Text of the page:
The name is obviously quite appropriate as it is just a 3 sided square open in the middle of the two walls which allows you to see through to other mountains in the distance and a great view of the horizon. We were very impressed. PLEASE BE CAREFUL though, the rocks are pretty smooth and slippery and it is just a sheer drop off just past the window.
Once again our timing was impeccable, we had the place to ourselves. There is something so amazingly special about being in these spectacular places in a National Park by yourselves. Gives you more time to take it in and reflect. The whole park makes you realize just how small you really are in the grand scheme of things, which always helps put things in perspective for me.
On the return of this hike, the temperature spiked and even though it was still only around 9 am it was full sun beating down on us for most of the ascent so plenty of water is a must.
Boquillas Canyon Trail (1.4 Miles)
So you want to hop on over to Mexico? This is the spot. Boquillas crossing is the border patrol area where you can hop on a canoe and make your way across the Rio Grande (takes about 5 minutes) for a beer and some tacos in Mexico. If you don’t have your passport, or are short on time you can hike the canyon trail which gives you a clear view across the river to Mexico. The trail is short, only 1.4 but it in full sun so it gets very hot by midday. Pretty cool to see, and always love a good canyon trail, how the walls rise so high on the sides of you but part for the water. But I will say, the water is pretty gross looking here, so I wouldn’t necessarily want to take a dip in it, seemed very muddy.
Rio Grande Nature Trail (.75 Miles)
This is not exactly a hike, its short .75 mile walk and picks up right at the Rio Grande campground but it is the BEST spot in the park for a sunset. The overlook is absolutely perfect for catching the sun set over the Rio Grande River….probably one of the best sunsets we have ever seen. Kev went up one night on his own and I went up another night. We couldn’t leave the girls in Wanda because it was way too hot. So strange to us how like the hottest time of day is late afternoon and night. Even when the sun sets it does not cool off for hours.
Anyway, make sure you hang around a bit after the sun disappears because it takes a little for the colors to really come out. The pinks and oranges that paint the sky are incredible. Just bring a flashlight for the walk back.
You have to take a dip in the hot springs! The trail is not far from the Rio campground and is short. The pool is kind of small and a bit slimy but it is set right on the river and is a great spot to catch the sunrise. The morning temperatures make it a lot more comfortable to get into the water, I cannot imagine forcing myself in once the sun was overhead and temps reached the 90's. It is also pretty quiet and relaxing in the morning.
Santa Elena Canyon Trail (1.7 Miles)
This is another highly ranked trail but is on the Castolon side of the park (completely opposite from Rio Grande). So, we decided to move to the Cottonwood campground for easier access. The drive in to the campground and hikes, the Ross Maxwell drive is gorgeous, it’s a popular scenic drive and for good reason.
The Santa Elena trail is 1.7 miles roundtrip and at sunrise the sun peaks in through the canyon walls and is really beautiful. I preferred this canyon to Boquillas, I thought it was much prettier and seemed more dramatic. You do have to cross the river to get to the trail, and although the wash is usually dry it wasn’t when we were there. So, we had to detour a bit further up to find a good spot to cross and make our way back to the trail.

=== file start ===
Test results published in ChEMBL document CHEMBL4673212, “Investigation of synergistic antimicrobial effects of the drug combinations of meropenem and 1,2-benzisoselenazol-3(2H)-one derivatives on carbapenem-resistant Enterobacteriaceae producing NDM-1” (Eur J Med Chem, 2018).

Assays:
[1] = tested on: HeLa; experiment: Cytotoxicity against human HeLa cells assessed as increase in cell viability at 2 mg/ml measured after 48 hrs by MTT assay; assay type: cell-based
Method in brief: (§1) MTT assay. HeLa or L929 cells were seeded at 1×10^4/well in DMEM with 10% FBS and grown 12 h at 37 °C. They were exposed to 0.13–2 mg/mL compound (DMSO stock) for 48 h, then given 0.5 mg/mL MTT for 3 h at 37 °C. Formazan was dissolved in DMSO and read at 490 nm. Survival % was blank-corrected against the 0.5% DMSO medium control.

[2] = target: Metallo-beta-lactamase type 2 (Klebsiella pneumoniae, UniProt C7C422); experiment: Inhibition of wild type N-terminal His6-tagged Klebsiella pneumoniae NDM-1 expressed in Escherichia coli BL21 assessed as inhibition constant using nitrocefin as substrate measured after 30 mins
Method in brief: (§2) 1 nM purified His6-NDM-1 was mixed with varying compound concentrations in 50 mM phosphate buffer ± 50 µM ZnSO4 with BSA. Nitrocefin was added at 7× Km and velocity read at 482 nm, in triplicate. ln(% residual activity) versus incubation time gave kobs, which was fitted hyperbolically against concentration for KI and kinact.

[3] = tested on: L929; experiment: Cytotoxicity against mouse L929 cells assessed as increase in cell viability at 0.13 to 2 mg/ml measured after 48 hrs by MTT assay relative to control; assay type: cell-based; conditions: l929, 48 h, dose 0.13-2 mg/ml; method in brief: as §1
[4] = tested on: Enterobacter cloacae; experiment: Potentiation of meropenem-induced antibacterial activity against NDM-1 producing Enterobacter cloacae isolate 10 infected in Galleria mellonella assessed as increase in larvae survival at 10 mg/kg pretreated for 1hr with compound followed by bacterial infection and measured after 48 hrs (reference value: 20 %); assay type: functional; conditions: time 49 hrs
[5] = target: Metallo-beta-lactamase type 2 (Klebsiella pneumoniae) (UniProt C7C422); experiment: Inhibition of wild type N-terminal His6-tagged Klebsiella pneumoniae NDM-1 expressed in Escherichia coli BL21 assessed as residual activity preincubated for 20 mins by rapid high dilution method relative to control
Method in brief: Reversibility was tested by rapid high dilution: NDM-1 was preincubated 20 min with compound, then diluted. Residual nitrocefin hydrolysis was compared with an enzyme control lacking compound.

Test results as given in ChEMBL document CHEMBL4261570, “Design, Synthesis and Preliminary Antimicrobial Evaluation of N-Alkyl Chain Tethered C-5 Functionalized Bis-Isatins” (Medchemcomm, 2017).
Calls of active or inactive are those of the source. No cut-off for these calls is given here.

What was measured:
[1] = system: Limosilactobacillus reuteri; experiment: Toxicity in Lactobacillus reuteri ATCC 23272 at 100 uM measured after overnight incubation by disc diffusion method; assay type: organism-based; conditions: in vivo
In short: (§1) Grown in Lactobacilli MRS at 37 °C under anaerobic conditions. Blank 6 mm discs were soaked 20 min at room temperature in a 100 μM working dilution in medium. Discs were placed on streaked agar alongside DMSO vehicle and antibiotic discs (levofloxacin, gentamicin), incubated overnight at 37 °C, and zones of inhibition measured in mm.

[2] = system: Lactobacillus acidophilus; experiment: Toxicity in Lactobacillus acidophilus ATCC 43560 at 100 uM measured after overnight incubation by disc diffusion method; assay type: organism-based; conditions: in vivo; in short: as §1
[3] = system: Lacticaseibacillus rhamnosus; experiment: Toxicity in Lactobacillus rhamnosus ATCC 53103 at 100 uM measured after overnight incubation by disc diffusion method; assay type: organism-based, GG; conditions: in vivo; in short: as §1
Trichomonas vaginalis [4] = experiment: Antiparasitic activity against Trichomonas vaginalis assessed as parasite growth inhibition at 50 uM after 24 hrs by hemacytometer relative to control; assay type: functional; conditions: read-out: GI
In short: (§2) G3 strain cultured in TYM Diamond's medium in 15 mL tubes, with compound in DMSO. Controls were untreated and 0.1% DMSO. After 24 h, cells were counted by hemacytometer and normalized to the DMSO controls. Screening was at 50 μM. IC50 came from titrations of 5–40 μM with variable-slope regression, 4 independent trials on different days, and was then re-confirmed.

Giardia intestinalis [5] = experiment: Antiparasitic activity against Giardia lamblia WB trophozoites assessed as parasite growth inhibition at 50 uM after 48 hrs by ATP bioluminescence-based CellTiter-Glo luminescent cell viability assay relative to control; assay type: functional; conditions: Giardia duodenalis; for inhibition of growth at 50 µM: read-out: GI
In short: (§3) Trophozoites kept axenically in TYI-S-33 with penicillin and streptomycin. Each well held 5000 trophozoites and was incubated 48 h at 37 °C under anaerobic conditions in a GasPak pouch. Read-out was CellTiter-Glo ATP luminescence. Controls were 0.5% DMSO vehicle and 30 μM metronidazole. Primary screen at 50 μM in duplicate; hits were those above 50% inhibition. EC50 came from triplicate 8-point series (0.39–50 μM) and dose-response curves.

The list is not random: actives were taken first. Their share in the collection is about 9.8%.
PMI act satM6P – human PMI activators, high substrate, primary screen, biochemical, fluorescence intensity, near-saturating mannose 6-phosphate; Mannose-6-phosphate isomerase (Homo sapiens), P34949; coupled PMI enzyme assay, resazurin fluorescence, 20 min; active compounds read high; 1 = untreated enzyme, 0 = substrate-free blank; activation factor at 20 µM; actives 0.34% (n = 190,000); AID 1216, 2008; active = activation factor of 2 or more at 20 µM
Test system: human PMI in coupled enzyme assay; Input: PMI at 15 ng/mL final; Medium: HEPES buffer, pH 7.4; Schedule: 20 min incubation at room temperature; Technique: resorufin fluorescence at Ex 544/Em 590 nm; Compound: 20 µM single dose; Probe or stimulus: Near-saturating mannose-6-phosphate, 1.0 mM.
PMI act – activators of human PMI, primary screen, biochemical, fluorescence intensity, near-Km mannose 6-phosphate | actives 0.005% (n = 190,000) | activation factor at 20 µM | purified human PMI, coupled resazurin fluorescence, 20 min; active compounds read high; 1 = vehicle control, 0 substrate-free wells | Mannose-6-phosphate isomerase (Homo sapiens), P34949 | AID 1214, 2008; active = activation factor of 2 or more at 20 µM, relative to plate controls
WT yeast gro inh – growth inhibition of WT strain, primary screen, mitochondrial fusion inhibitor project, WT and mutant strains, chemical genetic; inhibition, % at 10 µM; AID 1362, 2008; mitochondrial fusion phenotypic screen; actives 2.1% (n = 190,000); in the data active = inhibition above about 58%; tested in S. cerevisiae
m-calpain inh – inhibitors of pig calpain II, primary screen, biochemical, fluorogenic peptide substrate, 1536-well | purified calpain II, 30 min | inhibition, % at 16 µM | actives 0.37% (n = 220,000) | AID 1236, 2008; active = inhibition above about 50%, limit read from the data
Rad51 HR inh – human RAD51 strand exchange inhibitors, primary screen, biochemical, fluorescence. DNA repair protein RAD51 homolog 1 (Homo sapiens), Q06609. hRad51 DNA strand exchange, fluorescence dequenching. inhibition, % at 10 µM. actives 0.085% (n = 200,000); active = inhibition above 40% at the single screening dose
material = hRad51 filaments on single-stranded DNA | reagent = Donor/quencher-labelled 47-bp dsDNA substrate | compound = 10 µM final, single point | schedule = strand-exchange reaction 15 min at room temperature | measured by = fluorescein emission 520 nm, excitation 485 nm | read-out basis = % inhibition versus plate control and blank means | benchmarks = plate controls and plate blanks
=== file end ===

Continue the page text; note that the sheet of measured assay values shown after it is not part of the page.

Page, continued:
I’d say if you only do one trail over on this side of the park, this is the one to do.
Mule Ears Spring Trail (3.8 Miles)
This is a desert hike off Castolon road and to be honest it was very underwhelming for us. We were disappointed. Its a 3.8 mile out and back hike through the desert, no shade and nothing that nice to look at, The path actually takes you away from the Mule Ears namesake and to the Mule Ears Springs, which is dried out and overgrown. The other chimney trail nearby looked like a similar walk straight into the desert and we decided to skip it after we weren’t really thrilled with this trail. Maybe it’s us and maybe we just don’t like desert hikes that much considering the heat and how bare they are (besides flowers and cacti) but if you are at all limited on time during your visit Id consider skipping this.
There you have it, our experience trekking through Big Bend. Really hard for us to pick favorites but if we have to I’d go with Lost Mine and Santa Elena and Kev’s vote is the Window Trail. AND we both agree the sunset on the Rio Grande Nature Trail Overlook was a top pick….so I guess it doesn’t seem we are that great at narrowing things down at all.
Have you been to Big Bend? What were your favorite trails? Let us know in the comments below.
By: Ashley Quiambao
Big Bend is only our second National Park since we left home in October 2018 and we were extremely excited to get here. It is in a pretty remote spot and while we researched quite a bit ahead of time, we were a little unsure of what to expect. We planned to stay at one of the campgrounds inside the park rather that an RV park outside, because we wanted the full Big Bend experience. However, the campgrounds have no hookups and most of the sites are first come first serve, so we went in kind of just hoping for the best. We ended up having an amazing experience camping and exploring Big Bend, it really is a such a unique park.
Here is our best advice and some helpful tips for your visit to Big Bend:
This max speed limit in the park is 45 miles an hour. The roads are windy, narrow and sections are really wavy causing your RV to sway like crazy. Take it slow and appreciate the views. The contrast from desert to mountains is incredibly beautiful. We went in the beginning of April, which was perfect timing for the bloom of the bluebonnet wildflowers along the roadside. Every few miles on the main road there are small pull offs to park and plenty of exhibits to see along the drive.